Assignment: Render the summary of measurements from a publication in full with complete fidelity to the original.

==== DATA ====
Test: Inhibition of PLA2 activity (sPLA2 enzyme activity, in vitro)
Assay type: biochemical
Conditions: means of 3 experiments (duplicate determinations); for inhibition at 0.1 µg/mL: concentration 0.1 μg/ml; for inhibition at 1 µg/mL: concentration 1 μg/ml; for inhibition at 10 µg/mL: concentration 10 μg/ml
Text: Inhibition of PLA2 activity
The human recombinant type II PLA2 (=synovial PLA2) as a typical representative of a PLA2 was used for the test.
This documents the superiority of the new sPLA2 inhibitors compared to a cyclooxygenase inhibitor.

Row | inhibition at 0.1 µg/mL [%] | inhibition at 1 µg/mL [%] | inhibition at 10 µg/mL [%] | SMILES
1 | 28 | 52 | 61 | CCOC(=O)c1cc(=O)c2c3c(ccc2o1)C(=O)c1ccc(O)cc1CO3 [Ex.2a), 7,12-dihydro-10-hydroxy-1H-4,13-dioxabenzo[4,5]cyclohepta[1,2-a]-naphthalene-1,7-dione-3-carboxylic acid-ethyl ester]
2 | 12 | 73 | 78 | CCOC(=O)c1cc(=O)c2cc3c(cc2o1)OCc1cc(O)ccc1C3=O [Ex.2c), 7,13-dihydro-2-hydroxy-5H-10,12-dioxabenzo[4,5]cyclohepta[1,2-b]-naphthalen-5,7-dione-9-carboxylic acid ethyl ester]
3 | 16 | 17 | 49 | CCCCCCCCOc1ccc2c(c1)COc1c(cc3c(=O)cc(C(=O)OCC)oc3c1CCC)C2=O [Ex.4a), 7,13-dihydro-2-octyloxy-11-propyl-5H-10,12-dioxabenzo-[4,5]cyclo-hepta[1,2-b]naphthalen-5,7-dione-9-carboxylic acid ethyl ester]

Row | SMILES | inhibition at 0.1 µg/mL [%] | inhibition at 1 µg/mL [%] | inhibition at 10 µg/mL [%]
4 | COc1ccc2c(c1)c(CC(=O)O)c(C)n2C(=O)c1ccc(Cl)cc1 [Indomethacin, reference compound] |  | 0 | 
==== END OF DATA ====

Test: Inhibition of PLA2 activity (sPLA2 enzyme activity, in vitro)
Assay type: biochemical
Conditions: means of 3 experiments (duplicate determinations); for inhibition at 0.1 µg/mL: concentration 0.1 μg/ml; for inhibition at 1 µg/mL: concentration 1 μg/ml; for inhibition at 10 µg/mL: concentration 10 μg/ml
Text: Inhibition of PLA2 activity
The human recombinant type II PLA2 (=synovial PLA2) as a typical representative of a PLA2 was used for the test.
This documents the superiority of the new sPLA2 inhibitors compared to a cyclooxygenase inhibitor.

Row | inhibition at 0.1 µg/mL [%] | inhibition at 1 µg/mL [%] | inhibition at 10 µg/mL [%] | SMILES
1 | 28 | 52 | 61 | CCOC(=O)c1cc(=O)c2c3c(ccc2o1)C(=O)c1ccc(O)cc1CO3 [Ex.2a), 7,12-dihydro-10-hydroxy-1H-4,13-dioxabenzo[4,5]cyclohepta[1,2-a]-naphthalene-1,7-dione-3-carboxylic acid-ethyl ester]
2 | 12 | 73 | 78 | CCOC(=O)c1cc(=O)c2cc3c(cc2o1)OCc1cc(O)ccc1C3=O [Ex.2c), 7,13-dihydro-2-hydroxy-5H-10,12-dioxabenzo[4,5]cyclohepta[1,2-b]-naphthalen-5,7-dione-9-carboxylic acid ethyl ester]
3 | 16 | 17 | 49 | CCCCCCCCOc1ccc2c(c1)COc1c(cc3c(=O)cc(C(=O)OCC)oc3c1CCC)C2=O [Ex.4a), 7,13-dihydro-2-octyloxy-11-propyl-5H-10,12-dioxabenzo-[4,5]cyclo-hepta[1,2-b]naphthalen-5,7-dione-9-carboxylic acid ethyl ester]

Row | SMILES | inhibition at 0.1 µg/mL [%] | inhibition at 1 µg/mL [%] | inhibition at 10 µg/mL [%]
4 | COc1ccc2c(c1)c(CC(=O)O)c(C)n2C(=O)c1ccc(Cl)cc1 [Indomethacin, reference compound] |  | 0 | 